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Internal Disputes

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INTERNAL DISPUTE RESOLUTION PROCEDURE

Q. 
What do you recommend as a procedure for resolving disputes between our association and members of the association?

A. 
Homeowner associations are required by California law to provide a fair, reasonable and expeditious procedure for resolving disputes between the association and its members that must satisfy all of the following requirements.

The procedure may be invoked by either party to the
dispute.  A request invoking the procedure shall be in writing.
   

The procedure shall provide for prompt deadlines. The
  procedure shall state the maximum time for the
  association to act on a request invoking the procedure.
   

If the procedure is invoked by a member, the
  association shall participate in the procedure.

If the procedure is invoked by the association, the member may elect not to participate in the procedure. If the member participates but the dispute is resolved other than by agreement of the member, the member shall have the right of appeal to the association's board of directors.

A resolution of a dispute pursuant to the procedure, that is not in conflict with the law or the governing documents, binds the association and is judicially enforceable. An agreement reached pursuant to the procedure, that is not in conflict with the law of the governing documents, binds the parties and is judicially enforceable.

The procedure shall provide a means by which the member and the association may explain their positions.

A member of the association shall not be charged a fee to participate in the process.

The procedure is referred to as internal dispute resolution or IDR. Top


FAILURE TO PROVIDE IDR PROCEDURE

Q. 
What happens if our association has not provided an internal dispute resolution procedure?

A. 
The California legislature has created a default procedure which follows:

A member of an association may refuse a request to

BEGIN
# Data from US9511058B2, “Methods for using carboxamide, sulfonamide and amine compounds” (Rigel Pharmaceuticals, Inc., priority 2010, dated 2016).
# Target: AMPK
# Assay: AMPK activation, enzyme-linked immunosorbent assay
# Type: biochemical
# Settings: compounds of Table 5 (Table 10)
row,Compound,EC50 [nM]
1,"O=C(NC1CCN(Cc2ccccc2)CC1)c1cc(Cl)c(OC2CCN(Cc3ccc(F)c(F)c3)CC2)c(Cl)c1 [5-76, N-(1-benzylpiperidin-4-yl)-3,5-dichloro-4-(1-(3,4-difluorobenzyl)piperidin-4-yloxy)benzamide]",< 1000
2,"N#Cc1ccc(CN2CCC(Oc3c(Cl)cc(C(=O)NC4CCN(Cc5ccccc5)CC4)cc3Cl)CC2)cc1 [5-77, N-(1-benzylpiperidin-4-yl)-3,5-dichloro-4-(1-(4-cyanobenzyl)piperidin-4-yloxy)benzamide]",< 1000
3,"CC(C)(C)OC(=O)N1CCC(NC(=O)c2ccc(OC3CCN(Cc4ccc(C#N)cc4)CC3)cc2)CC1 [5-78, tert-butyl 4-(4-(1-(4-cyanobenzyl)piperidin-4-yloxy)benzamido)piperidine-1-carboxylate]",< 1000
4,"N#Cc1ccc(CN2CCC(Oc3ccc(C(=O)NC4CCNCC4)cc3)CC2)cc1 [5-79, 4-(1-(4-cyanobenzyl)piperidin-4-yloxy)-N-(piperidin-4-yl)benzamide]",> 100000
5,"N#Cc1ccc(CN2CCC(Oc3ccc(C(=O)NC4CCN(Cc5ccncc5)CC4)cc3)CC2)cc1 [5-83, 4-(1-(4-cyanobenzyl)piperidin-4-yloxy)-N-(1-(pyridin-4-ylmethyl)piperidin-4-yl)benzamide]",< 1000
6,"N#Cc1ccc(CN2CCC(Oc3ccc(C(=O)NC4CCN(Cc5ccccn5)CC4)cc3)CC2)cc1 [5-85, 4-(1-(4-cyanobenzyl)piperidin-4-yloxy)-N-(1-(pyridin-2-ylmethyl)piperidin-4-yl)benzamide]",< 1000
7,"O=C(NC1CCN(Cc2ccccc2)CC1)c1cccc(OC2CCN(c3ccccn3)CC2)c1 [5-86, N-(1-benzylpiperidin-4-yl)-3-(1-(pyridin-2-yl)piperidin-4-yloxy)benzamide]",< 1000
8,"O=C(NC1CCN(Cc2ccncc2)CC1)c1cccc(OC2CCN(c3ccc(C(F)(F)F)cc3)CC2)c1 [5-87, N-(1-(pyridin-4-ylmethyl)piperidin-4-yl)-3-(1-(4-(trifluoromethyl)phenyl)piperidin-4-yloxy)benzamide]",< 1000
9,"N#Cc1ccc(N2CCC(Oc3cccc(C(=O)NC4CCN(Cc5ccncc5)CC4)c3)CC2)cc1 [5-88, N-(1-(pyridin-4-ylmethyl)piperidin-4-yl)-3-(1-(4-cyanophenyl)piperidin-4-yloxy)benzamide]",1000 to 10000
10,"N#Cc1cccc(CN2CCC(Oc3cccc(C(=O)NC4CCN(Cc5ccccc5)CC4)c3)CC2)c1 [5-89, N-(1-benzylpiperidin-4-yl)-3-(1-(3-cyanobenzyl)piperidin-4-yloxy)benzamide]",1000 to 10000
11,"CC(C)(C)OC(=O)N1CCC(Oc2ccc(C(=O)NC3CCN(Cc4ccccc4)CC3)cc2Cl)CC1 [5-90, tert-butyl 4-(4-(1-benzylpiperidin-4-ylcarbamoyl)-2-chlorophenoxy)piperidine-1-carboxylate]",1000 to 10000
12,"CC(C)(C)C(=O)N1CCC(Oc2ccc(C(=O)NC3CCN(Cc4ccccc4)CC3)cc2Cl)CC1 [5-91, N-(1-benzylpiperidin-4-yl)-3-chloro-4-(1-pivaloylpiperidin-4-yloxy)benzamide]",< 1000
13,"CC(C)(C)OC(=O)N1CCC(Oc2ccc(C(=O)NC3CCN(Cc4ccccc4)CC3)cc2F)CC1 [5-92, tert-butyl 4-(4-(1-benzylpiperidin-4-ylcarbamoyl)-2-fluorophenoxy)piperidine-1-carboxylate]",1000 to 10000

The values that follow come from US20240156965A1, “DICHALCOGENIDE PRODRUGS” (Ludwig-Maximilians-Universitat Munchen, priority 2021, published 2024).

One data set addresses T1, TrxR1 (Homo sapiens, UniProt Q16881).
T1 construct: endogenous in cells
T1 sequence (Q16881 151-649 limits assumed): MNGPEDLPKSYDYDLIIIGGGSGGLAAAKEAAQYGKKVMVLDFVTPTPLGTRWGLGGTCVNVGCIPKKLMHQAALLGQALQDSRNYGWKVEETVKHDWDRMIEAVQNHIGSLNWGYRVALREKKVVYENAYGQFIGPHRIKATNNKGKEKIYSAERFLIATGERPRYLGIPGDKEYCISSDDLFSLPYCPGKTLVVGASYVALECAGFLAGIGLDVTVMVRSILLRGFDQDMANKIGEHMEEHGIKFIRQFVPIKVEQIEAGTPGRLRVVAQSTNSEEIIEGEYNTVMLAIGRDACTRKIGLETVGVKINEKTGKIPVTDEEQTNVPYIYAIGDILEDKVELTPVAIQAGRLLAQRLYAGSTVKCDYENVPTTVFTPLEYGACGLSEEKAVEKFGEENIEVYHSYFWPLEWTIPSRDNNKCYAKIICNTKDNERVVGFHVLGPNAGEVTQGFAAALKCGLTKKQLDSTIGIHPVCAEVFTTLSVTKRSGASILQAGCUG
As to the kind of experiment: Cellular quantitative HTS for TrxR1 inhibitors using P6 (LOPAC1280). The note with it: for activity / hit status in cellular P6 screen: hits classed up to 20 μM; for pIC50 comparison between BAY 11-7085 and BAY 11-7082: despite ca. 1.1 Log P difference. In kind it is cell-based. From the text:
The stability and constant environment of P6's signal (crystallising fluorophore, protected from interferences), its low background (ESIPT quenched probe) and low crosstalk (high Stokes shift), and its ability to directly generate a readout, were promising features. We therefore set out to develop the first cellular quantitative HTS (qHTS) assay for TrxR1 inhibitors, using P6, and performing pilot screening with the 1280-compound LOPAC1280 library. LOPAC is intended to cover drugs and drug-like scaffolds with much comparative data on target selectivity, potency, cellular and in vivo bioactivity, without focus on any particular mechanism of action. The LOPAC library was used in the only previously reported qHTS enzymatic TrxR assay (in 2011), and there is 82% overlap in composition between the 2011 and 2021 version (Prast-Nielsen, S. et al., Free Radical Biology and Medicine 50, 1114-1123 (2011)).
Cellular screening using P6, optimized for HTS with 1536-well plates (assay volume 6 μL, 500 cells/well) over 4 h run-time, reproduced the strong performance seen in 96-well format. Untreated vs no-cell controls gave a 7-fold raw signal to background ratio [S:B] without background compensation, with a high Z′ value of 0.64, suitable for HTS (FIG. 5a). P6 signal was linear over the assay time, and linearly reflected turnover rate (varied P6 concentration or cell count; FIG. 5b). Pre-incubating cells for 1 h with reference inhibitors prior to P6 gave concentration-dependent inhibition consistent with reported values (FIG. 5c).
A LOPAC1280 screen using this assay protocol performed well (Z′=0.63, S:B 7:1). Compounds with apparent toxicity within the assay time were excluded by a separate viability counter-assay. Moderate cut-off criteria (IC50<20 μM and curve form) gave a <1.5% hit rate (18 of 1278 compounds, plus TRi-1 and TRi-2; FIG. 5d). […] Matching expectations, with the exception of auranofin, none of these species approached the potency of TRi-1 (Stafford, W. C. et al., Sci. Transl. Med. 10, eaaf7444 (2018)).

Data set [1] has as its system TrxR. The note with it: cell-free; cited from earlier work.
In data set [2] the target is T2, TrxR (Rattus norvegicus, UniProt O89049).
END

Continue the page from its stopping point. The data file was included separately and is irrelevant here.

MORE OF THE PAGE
meet and confer. The association may not refuse 
  a request to meet and confer.
   

The association’s board of directors shall designate
  a member of the board to meet and confer.
   

The parties shall meet promptly at a mutually convenient
  time and place, explain their positions to each other,
  and confer in good faith in an effort to resolve the dispute.
   

A resolution of the dispute agreed to by the parties shall
  be memorialized in writing and signed by the parties,
  including the board designee on behalf of the
  association.

An agreement reached under this section binds the parties and is judicially enforceable if both of the following conditions are satisfied:

1)

The agreement is not in conflict with law or the
  governing documents of the common interest
  development or association.
   

2)

The agreement is either consistent with the authority
  granted by the board of directors to its designee or
  the agreement is ratified by the board of directors.

A member of the association may not be charged a fee to participate in the process. Top


EFFECTIVENESS OF IDR

Q. 
Have you found IDR to be effective in resolving disputes?

A. 
No. It is rarely effective.
Top


NEED AN HOA MEDIATOR

Q. 
Our association board was unsuccessful in resolving a dispute with one of our members. We want to avoid litigation and need an experienced mediator who understands homeowner association law. How do we locate an HOA mediator?

A. 
Visit the website: HomeownerAssociationMediator.com.
Top


HEARING PROCEDURES

Q. 
Our board recently held a hearing to determine whether to fine a member for an alleged rule violation. The board allowed hearsay to be introduced. Is this allowable by law?

A. 
Yes. Boards are not required to follow the California Rules of Evidence used by courts. They may hear the evidence and then weigh it based on their own determination of its reliability.
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